The Packers could have avoided that by signing Savage to an extension before the void kicked in. Despite having a tough year physically with calf and shoulder ailments, the Packers' coaches lauded Savage's leadership even while he was on injured reserve. Savage then returned and had a major impact on the wild-card playoff win over the Cowboys, including a pick-six, although he didn't have as strong a showing in the loss to the 49ers.

"Darnell loved his time in Green Bay, and we remain optimistic that a deal can get done before the league year," Seth Katz, Savage's agent told ESPN. "But realistically, the window for free agent communication is around the corner, and there will be significant interest in Darnell."

One league source who has analyzed the free agent market estimated that Savage would be the highest-priced player among the Packers' free agent class this season, estimating he would garner a deal with an annual average between $5 million and $7 million.

Savage has some tangential connection to new Packers defensive coordinator Jeff Hafley. One of Hafley's defensive assistants at Boston College was Aazaar Abdul-Rahim, who was Savage's position coach at the University of Maryland. In fact, Abdul-Rahim had Savage talk to BC safeties via Zoom calls the previous two seasons.

However, at this point, there have been no negotiations between Savage and the Packers.

G Jon Runyan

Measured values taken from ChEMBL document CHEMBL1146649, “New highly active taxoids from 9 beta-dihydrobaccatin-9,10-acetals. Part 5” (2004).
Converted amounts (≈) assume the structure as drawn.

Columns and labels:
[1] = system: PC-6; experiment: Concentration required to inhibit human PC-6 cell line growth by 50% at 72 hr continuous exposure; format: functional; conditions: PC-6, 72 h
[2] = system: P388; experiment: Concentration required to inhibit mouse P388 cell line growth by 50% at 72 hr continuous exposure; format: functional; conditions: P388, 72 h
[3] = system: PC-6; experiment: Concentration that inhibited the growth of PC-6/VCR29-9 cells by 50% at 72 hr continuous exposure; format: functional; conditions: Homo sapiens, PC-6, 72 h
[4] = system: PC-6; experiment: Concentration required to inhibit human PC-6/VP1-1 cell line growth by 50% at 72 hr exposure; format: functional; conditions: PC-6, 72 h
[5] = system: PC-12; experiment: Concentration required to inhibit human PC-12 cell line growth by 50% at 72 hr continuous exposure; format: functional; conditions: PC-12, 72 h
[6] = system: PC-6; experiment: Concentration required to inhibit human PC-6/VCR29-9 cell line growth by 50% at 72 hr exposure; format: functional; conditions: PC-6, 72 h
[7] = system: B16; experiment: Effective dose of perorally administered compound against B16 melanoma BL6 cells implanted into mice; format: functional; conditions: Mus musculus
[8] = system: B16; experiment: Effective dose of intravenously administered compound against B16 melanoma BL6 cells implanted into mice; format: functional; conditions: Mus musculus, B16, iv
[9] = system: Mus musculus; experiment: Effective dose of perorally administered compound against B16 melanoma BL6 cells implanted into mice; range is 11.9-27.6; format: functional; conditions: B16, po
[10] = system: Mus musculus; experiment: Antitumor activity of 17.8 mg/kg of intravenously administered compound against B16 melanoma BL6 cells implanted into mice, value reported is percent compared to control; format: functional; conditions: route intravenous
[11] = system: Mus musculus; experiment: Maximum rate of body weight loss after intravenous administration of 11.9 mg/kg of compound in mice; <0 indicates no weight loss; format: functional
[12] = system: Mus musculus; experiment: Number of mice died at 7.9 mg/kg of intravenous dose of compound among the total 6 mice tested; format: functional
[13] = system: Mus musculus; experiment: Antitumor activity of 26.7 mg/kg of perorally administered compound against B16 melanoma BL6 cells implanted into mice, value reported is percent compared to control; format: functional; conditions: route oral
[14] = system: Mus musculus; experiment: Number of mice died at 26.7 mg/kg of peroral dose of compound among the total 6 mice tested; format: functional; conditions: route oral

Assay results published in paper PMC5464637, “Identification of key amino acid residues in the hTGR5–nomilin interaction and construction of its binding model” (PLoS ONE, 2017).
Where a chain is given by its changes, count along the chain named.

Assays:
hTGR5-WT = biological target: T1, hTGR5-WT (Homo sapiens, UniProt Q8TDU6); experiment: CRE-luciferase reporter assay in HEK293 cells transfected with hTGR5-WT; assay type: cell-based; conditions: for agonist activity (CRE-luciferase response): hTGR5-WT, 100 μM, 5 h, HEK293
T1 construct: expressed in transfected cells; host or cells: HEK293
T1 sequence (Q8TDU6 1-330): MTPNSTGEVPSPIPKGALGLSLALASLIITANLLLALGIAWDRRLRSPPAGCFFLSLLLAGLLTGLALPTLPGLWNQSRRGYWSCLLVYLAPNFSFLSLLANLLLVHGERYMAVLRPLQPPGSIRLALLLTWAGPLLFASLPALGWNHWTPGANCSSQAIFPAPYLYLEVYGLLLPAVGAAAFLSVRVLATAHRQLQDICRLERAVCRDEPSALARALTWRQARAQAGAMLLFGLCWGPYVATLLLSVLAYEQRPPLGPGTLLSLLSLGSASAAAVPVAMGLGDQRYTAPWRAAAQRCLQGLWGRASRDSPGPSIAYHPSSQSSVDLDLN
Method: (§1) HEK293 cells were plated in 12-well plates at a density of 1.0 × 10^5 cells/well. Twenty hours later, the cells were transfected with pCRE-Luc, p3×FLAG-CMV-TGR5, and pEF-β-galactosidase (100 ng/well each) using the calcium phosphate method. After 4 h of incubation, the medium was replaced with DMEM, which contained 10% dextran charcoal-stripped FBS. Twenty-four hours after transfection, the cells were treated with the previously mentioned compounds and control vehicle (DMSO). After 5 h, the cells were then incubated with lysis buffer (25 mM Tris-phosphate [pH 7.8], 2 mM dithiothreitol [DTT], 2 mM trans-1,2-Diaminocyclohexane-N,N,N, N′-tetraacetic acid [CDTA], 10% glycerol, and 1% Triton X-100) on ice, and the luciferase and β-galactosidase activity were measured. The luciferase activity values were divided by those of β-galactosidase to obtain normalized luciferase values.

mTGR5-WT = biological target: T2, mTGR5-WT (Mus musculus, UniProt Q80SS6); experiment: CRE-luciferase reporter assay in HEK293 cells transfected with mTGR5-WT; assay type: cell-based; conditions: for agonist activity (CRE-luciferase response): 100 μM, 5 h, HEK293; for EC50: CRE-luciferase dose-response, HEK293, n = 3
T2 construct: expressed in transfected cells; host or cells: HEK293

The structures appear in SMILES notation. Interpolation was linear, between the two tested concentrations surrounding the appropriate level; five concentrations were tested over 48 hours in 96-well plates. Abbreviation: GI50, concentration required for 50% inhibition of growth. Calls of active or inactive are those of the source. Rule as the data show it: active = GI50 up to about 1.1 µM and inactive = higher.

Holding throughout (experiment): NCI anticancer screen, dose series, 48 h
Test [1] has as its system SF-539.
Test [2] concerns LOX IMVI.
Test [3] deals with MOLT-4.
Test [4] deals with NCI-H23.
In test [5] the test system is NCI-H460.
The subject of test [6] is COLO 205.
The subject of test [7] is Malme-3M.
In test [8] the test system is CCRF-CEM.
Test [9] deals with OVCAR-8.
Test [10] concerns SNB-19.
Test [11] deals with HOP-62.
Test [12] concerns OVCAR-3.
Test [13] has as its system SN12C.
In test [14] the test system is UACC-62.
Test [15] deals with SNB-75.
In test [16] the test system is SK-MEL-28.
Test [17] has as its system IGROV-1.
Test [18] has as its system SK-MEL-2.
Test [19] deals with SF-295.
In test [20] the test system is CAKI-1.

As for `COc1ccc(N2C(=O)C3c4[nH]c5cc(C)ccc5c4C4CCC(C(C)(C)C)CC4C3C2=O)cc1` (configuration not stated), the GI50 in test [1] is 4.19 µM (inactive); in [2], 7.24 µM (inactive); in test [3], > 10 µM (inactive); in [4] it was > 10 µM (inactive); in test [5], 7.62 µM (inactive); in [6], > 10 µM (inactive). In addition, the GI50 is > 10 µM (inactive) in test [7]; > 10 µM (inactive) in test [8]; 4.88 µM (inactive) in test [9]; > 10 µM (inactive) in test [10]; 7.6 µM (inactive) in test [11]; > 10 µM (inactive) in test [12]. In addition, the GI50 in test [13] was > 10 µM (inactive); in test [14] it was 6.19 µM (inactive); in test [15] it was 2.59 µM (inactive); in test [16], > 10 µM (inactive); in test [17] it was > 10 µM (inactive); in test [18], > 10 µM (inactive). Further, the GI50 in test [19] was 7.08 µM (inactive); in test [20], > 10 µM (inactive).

The writing was on the wall for the 2020 sixth-round pick when the Packers began rotating Runyan and 2022 second-round pick Sean Rhyan at right guard halfway through the season.

By the end of the season, Runyan could sense it. He became emotional when talking about his four seasons in Green Bay during his last interview of the season.

"Just the brotherhood is unreal," Runyan said wiping tears from his eyes. "This organization, everybody inside, the people out of the facility, the fans. It's a special place. There's some really good people here. I hope I don't leave. It's a good time. I really appreciate it."

While the Packers liked Runyan's performance on the field and the way he handled the rotation at his position without complaints, they prefer having a less expensive option at right guard. Rhyan, entering the third year of his rookie deal, will count $1.3 million on the 2024 salary cap.

The market for Runyan, according to the source, is pegged between $4 million and $6 million.

CB/KR Keisean Nixon

The past two offseasons, Nixon signed one-year deals with the Packers. The first was for the veteran minimum of $965,000 and then $4 million last year.